On the surface, a film like The Theory of Everything courts a certain deal of cynicism. It’s hardly the film’s fault; blame instead the seemingly endless spate of inspirational-aspiring biopics that rear their heads around this particular time of year like clockwork. It’s a film about a beloved, sometimes troubled real-life figure, one who overcame no shortage of adversities both physical and intellectual en route to pioneering the ways in which we understand and explore space as a species. But what makes Theory spark isn’t the retelling of Stephen Hawking’s younger years, nor the simultaneous agony and ecstasy of watching him conquer the known limits of the universe even as his body fails him. It’s the film’s refusal to wallow, replacing the usual audience-gratifying agony of an endearing protagonist with a vision of a man whose body ultimately offered too few limits to hold him back.
As a young man, Stephen (Eddie Redmayne) was a shy sort, making his way through Oxford with an ease that stunned his classmates. What he possessed in raw, to-that-point unshaped genius, though, was offset by an inability to fully relate to his classmates. In these scenes, and for the most part throughout, the film avoids a mawkish retelling of the tragedies of his life; Hawking is very clearly a man only contained by his body, which fumbles and stumbles through most personal encounters long before anything notably bad happens. When he meets Jane (Felicity Jones), for instance, he’s so taken with her at a social that when he later tries to ask her out at a bar, next to her boyfriend at the time, it hardly phases him. It’s just an obstacle that needs thinking around, a different kind of equation.
And then, he’s diagnosed with ALS at 21. If there’s any point where Theory verges on hagiography it’s this one, but director James Marsh (Man on Wire) keeps the film moving without indulging in the kind of pity that Hawking himself has eschewed in life. As his speech becomes almost incomprehensibly slurred and he becomes ever more dependent on the kindness of those around him to finish exploring the parameters of the known universe before his originally allotted two years are up, Hawking is driven by the singular pursuit of conquering what cannot be known, of a simple equation that explains the greatest mysteries of our place in the universe.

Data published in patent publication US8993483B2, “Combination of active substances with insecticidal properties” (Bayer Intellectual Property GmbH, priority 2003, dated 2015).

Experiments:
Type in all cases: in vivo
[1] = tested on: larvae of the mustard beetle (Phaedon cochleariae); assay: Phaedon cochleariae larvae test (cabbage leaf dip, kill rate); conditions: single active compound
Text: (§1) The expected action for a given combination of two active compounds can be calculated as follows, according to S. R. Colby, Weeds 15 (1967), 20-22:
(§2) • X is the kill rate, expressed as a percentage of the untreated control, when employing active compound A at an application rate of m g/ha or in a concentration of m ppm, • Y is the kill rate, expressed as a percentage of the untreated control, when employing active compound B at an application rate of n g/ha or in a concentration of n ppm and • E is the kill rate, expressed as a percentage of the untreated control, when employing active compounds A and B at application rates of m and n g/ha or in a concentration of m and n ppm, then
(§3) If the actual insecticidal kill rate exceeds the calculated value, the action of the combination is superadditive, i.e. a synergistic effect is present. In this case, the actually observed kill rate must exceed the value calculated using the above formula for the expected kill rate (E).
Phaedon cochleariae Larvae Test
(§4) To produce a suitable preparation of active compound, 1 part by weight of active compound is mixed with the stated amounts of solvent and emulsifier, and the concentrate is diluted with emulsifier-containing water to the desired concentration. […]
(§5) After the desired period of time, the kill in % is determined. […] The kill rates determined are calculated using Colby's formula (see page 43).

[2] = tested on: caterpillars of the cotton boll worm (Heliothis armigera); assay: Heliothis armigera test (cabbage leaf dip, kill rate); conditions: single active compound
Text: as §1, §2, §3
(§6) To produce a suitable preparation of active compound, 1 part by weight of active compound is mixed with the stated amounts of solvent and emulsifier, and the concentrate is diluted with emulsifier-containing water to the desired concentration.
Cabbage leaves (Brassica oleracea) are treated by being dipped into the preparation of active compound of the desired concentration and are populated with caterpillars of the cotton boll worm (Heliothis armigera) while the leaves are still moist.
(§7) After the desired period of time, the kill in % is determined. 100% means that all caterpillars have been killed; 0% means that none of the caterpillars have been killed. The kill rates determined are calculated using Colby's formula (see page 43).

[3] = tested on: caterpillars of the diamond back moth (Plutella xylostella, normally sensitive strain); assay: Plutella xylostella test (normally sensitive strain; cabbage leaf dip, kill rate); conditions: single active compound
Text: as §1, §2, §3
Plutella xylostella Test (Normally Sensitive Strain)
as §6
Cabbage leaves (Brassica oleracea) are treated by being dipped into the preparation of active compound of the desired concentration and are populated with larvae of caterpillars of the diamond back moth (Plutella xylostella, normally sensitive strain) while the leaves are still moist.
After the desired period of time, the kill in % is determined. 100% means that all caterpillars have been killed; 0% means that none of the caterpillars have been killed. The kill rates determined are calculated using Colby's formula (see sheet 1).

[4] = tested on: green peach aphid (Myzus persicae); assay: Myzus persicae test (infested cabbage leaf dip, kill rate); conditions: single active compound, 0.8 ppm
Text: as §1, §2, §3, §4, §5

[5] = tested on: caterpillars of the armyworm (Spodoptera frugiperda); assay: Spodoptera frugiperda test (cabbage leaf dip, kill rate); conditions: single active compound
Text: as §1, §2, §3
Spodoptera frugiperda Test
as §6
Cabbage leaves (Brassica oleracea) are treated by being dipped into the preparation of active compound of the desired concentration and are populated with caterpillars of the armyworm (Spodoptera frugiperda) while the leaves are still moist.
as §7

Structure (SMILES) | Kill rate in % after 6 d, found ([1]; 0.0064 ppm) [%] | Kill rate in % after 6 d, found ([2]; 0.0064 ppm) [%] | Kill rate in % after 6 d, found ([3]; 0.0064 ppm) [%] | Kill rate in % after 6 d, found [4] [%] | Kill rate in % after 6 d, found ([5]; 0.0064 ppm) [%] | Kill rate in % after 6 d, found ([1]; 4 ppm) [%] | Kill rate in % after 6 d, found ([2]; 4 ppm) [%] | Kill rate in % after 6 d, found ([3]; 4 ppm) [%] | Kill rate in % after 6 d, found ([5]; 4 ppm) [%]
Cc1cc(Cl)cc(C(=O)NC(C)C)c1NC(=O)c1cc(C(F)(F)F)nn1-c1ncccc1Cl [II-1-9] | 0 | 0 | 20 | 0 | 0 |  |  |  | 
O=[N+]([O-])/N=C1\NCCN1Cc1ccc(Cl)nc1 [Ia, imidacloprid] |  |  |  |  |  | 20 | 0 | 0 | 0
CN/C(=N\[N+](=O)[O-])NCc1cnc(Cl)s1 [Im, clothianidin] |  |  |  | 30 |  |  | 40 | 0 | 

The parallel between the grandeur of his vision and the relative myopia of his approach to it is one of the film’s running motifs and a significant one. Cinematographer Benoit Delhomme does spectacular, lush work painting the film in radiant flashes of light and color, filling almost every scene with a warmth that exudes life. The grass is impossibly green, the fireworks at Oxford’s year-end ball as stunning to the eye as they must’ve been to Stephen and Jane on their first proper date. This is what Marsh’s film does best, after all. It’s very much a detailed chronicle of Hawking’s struggles en route to greatness, in the vein of a great many films of similar pedigree, but what Marsh finds is the screaming humanity in it all.
This power can be greatly attributed to the film’s leads, who deliver two performances as good as any you’ll see this year. Like Hawking, Redmayne is charmingly unsentimental about his condition throughout. He slowly conveys the deterioration early, with a spilled coffee cup here and some shaky equation writing on a chalkboard there, but when it worsens there’s little of the agony porn that biopics about embattled people of import tend to indulge in. Rather, Redmayne finds the good humor in a man who’s steadily made the best of a rather terrible situation throughout his whole life; as he declares in a late speech, “there should be no boundary to human endeavor.” And there isn’t. Even as he’s rendered essentially immobile, save for the timely development of the electric wheelchair, Hawking is only inhibited by the inconvenience of having to communicate through alternate channels.
Jones, as his wife and mother of Hawking’s three children (the film jokingly acknowledges the logistics of that once, and then dutifully keeps its gaze away throughout), is every bit as moving. Where his struggle is forcibly internal, hers is much more powerful. From the beginning she’s treated as unrealistic, few understanding her true comprehension of what lies ahead. She remains fiercely loyal, seeing the brilliance in the man she loves even as more and more of him slips away. And even when their relationship becomes almost more motherly than romantic, the film illustrates with lusciously shot flashbacks and digressions how they were able to build a life together, even within the limitations assigned to them. When she meets Jonathan (Charlie Cox), a handsome church choir director, there’s little of the expected melodrama. Stephen understands that there are certain needs he’ll never fully be able to satisfy, but Jane knows well the impasse Jonathan leaves her at. She chooses the life she has with Stephen, willingly, but is all too aware of the sacrifices it mandates.
The Theory of Everything is deftly funny on occasion and lustrously made, key virtues for a film where the plot is largely summarized on Wikipedia already. But here is a movie that casts aside the cynicism of films about important figures acknowledged earlier, one that immerses you in the all-too-human lives of its protagonists rather than politely escorting you through a series of dioramas about his doctorate, his health scares, his second life via the miracle of modern voice computing, etc. Via Redmayne and Jones, Stephen and Jane make for a passionate exploration of love and the many forms it can and sometimes must take over the years. And despite what the film yearns for, there is no turning back the clocks, a cruel irony for a man who reshaped the way we collectively understand time and our place in the universe. But it was never Hawking’s goal to control time. He’s already transcended it.